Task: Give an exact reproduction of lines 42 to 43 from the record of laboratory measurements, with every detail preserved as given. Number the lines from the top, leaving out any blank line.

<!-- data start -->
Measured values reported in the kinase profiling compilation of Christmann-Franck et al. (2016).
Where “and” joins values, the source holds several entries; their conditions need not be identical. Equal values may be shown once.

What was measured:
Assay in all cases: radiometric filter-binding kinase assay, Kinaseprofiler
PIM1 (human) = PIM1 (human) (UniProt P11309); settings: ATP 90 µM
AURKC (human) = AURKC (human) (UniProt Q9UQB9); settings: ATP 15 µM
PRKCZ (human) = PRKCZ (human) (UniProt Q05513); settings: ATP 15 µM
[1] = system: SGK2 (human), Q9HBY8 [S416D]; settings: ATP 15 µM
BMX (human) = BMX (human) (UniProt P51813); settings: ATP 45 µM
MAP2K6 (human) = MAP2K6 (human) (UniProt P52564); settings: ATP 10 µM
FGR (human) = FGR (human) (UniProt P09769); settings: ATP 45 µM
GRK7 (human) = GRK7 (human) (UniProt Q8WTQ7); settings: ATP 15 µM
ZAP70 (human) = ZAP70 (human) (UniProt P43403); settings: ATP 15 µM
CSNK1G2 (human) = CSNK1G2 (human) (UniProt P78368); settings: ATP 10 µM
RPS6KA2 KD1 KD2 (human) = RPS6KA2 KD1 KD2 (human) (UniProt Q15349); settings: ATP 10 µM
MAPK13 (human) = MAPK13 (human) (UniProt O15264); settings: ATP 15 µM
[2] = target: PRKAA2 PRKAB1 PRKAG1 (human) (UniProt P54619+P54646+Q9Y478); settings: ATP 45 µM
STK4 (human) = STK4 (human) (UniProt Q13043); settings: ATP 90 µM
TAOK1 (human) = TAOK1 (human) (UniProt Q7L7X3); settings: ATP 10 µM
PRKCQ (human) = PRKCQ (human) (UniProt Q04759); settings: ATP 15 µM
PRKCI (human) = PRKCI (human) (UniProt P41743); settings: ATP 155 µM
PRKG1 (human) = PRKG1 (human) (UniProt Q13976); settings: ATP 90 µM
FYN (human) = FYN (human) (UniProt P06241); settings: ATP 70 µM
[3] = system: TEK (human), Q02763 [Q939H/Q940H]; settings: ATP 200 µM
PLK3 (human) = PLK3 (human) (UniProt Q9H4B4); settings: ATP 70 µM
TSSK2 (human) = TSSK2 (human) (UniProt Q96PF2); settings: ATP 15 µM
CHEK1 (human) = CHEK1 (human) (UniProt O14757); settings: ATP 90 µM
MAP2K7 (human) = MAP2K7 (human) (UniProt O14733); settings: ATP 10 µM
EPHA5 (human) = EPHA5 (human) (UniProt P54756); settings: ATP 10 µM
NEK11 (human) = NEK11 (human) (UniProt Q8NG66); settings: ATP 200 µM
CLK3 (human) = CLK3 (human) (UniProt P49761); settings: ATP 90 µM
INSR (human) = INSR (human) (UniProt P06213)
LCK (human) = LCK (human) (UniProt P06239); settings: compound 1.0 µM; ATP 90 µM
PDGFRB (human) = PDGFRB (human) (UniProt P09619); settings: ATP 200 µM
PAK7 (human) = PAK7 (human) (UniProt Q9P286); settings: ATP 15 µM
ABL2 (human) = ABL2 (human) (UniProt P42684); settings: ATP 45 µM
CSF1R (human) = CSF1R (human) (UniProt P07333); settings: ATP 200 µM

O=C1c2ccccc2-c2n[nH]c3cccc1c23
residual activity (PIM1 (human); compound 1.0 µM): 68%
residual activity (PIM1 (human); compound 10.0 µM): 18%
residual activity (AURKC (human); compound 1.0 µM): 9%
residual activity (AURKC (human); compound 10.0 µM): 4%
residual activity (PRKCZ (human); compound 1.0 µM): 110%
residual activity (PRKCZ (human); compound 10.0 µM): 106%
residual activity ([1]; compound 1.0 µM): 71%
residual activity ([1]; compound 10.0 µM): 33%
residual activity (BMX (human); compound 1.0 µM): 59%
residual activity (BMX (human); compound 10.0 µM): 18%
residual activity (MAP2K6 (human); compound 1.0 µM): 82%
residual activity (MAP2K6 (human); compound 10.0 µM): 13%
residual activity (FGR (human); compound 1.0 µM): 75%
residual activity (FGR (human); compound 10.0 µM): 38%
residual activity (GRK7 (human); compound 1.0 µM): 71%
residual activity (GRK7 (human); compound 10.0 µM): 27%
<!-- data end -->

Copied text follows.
residual activity (AURKC (human); compound 10.0 µM): 4%
residual activity (PRKCZ (human); compound 1.0 µM): 110%